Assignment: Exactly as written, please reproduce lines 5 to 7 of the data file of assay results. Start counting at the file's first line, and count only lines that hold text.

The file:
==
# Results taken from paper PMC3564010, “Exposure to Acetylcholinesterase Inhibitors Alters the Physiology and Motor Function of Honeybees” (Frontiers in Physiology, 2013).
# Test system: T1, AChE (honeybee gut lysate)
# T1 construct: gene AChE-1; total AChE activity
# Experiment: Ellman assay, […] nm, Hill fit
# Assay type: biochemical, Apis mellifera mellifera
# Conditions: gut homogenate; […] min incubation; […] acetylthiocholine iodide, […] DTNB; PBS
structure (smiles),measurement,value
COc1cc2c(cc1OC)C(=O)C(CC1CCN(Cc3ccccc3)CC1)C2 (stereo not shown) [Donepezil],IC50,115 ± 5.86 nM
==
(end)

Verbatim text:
# Assay type: biochemical, Apis mellifera mellifera
# Conditions: gut homogenate; […] min incubation; […] acetylthiocholine iodide, […] DTNB; PBS
structure (smiles),measurement,value